I've never painted on an oval format, but I thought it would be a nice element for the amaryllises.  I first started the grissaille focusing on the over all relationships of the shapes with a loose envelope, keeping in mind my focal point.  I didn't want the stem cutting right through the vertical center so I pushed it slightly to the right.

This is about an hour into the painting and I am focusing on angles, especially extending the lines and how they intersect with other shapes.  I am thinking about the gesture of the flowers, how they are moving and extending from the stem.  I am just as concerned with the abstract negative shapes as I am with the flower shapes.  I am also starting to separate light shapes from the shadow shapes.  I move the paint around until the shapes lock into place.

Keeping in mind how much daylight I have left I am content with my shapes so I  push into color.  I start with the easiest color to see which for this situation was the blue color on the amaryllis in the background.  Because I am seeing so many colors I edit what I see by asking myself, "What is the overall color in this area?"

I continue to spread my colors out to cover the entire canvas.  I am starting to think about the form of the flower, and not just about abstract shapes (i.e. "Which shapes or closer or further from me?").  In addition I am trying to reach my complete value range of colors.  Because of the whiteness of the flowers I am pushing more tinted pinks, purples and blues into the light masses...but not at the expense of value.  I am also finding variety with the yellow and greens of the stems.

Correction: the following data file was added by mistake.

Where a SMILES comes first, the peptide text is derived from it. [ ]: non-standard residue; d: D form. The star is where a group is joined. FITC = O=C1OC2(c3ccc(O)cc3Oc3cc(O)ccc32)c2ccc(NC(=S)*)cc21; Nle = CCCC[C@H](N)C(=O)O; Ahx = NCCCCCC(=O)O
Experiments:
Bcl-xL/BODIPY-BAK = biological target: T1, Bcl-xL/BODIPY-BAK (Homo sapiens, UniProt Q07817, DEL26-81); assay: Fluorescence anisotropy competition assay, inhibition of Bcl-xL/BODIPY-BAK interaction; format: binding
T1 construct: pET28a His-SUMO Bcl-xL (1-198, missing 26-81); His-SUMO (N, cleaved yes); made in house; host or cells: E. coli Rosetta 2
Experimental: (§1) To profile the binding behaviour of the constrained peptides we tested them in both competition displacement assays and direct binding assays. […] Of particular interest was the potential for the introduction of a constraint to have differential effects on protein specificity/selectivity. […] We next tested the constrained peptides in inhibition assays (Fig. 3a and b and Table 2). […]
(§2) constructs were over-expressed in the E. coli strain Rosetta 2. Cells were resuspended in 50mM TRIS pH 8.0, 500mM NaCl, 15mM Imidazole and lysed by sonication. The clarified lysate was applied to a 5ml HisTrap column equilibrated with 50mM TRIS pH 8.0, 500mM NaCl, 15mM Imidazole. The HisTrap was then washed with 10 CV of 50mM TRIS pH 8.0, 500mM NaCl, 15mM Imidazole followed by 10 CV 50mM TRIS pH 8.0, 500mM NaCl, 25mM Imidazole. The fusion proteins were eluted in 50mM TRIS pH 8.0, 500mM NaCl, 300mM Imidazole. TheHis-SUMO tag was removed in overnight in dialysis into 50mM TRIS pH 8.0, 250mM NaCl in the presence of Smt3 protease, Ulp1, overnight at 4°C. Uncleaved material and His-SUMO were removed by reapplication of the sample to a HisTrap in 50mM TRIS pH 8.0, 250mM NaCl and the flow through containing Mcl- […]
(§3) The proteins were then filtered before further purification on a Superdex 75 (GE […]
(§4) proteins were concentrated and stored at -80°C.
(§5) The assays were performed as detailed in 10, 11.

Ok, it's make it or break it time.  I have about an hour and a half to express the forms of the flower.  I start to caress the paint over the forms, like I was an ant walking over the individual forms.  For me this is what I work for.  I love modeling forms, and tweaking value relationships.  I start softening and sharpening edges and trying to discover the variety.  I pay particular attention to form and cast shadows.  I am seeking harmony in the masses. 

Time is up!  Now I have to find an app that crops oval formats.

Monday, February 4, 2013

Daniel Sprick Workshop